When discussing art– a tune, an illustration, a choreography, a movie– we are often so consumed by significance. What does this mean? What is the artist trying to say? Why is this crucial? However art, as we understand, is subjective. You can’t decipher a particular significance from a piece of work any much better than you can check out the cavernous ideas inside your own head. You do understand how something makes you feel And when that feeling leaves, only emptiness stays. Art that does not make you feel at all is an artist’s greatest sin.
In the 7 years given that their launching, the group’s relationship with their music has actually altered. Co-written by leader RM, “Black Swan” is BTS at their most raw and unflinching; narratively, it’s their darkest single since 2018’s “Fake Love,” however whereas that was a surge of anger, “Black Swan” is something much deeper and more painful: the loss of sensation. They’re now terrified that the thing that once made them feel whatever– their music– will make them feel absolutely nothing.
But dancer and singer Jimin’s verse is the most emotionally potent: “No tune impacts me any longer/ Crying a silent cry.” It’s a minute of catharsis– the realization that you’re stressed out by the thing you like the most.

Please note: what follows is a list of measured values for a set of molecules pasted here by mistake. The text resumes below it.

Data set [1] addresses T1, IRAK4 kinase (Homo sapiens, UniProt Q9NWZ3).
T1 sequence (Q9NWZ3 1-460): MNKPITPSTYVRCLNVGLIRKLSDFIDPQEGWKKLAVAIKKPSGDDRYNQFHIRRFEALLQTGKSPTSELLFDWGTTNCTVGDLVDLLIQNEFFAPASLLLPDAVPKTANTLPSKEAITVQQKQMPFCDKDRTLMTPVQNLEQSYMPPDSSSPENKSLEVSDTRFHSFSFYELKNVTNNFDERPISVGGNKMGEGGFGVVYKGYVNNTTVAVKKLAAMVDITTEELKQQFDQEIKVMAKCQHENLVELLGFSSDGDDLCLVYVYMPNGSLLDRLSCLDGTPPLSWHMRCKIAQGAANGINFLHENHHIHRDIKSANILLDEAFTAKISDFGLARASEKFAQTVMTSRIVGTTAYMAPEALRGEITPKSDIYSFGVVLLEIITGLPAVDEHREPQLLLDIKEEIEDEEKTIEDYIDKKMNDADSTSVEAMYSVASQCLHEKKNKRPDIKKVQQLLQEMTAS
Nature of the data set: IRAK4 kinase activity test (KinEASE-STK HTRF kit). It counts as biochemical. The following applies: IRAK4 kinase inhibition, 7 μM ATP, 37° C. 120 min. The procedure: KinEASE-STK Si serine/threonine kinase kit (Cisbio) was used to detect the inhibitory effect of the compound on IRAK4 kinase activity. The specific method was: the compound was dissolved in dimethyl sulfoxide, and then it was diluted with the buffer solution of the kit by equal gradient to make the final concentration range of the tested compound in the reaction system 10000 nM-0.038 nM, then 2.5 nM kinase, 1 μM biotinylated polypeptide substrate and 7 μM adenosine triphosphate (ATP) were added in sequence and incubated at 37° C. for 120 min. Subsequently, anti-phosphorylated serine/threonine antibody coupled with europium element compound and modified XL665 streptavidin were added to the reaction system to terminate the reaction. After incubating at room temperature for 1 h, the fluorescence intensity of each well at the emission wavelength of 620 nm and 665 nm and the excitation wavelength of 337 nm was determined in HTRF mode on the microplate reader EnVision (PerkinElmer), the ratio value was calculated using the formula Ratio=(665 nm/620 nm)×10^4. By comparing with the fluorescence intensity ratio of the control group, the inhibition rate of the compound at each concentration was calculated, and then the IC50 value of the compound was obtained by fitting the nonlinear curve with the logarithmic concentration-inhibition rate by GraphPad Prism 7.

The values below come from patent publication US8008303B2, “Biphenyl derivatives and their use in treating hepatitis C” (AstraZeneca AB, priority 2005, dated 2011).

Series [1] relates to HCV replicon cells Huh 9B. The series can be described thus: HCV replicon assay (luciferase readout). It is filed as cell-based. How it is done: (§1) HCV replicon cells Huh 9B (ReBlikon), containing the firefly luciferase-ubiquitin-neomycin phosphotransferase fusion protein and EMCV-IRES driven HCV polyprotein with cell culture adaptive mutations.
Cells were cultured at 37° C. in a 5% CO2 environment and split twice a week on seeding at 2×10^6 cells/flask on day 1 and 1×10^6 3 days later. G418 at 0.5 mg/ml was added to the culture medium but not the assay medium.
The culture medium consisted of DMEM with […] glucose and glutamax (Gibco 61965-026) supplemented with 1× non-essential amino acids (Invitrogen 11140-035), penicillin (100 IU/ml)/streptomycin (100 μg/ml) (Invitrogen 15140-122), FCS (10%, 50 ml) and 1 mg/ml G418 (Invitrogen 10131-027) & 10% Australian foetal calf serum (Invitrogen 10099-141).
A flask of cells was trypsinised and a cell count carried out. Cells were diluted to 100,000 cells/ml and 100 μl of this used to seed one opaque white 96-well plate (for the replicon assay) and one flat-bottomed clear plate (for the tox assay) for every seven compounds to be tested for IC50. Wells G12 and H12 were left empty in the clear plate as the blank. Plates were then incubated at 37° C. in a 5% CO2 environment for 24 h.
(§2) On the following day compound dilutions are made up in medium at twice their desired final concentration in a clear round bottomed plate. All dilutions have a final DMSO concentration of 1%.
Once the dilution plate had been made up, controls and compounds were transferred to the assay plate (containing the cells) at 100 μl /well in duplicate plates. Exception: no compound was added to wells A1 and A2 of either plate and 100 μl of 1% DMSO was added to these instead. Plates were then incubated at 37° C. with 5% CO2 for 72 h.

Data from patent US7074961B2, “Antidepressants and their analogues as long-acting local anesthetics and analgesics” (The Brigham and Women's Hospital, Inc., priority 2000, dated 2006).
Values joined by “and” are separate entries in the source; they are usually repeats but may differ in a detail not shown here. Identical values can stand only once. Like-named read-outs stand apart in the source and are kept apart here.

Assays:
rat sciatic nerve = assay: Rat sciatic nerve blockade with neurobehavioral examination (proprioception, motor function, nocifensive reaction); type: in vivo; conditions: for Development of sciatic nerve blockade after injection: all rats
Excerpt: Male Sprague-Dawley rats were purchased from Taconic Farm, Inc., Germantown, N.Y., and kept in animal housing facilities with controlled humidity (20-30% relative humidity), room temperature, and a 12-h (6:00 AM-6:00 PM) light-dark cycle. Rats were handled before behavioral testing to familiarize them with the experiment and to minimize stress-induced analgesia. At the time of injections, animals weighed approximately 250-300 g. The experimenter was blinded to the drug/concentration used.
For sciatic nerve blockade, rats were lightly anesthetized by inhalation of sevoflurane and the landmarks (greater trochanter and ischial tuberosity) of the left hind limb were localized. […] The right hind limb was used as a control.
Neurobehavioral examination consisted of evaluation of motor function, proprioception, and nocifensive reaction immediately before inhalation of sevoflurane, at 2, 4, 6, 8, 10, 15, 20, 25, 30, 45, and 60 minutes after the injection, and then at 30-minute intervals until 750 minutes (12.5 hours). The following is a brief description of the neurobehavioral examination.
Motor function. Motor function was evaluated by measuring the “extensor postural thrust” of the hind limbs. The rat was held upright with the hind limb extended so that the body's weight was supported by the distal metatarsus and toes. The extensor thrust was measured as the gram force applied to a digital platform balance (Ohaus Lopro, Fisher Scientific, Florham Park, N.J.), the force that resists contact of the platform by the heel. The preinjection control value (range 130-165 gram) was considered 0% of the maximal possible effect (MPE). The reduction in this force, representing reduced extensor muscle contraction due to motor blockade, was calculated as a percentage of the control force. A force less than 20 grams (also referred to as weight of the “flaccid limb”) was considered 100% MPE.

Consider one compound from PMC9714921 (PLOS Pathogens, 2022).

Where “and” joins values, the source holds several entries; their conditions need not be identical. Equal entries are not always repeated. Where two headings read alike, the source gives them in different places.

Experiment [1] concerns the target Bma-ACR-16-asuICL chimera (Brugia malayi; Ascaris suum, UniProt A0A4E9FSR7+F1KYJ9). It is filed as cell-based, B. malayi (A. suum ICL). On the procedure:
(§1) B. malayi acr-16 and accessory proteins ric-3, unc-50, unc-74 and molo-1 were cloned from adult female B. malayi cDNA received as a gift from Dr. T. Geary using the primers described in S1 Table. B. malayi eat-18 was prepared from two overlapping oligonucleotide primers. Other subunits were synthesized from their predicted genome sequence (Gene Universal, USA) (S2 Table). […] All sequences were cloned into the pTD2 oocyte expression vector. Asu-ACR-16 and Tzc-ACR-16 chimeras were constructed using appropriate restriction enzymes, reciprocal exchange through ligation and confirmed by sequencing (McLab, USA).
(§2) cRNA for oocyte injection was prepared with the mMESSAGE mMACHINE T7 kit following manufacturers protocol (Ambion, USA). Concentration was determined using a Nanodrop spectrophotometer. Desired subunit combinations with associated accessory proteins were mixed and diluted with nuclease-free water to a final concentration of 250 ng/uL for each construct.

Still, where there is anguish there is likewise hope. And while BTS come face-to-face with their inmost worry, they do not let it entirely immobilize them.
It’s a twisted dance, the one an artist inflicts on themself. Through these minutes of doubt and fatigue, BTS– and every artist– come to a realization: that art does not make you feel, it is the feeling. Development is the purest kind of self-expression and self-preservation. And you can’t lose something you’ve had all along.
No doubt that “Black Swan” is also part of that intimate discussion.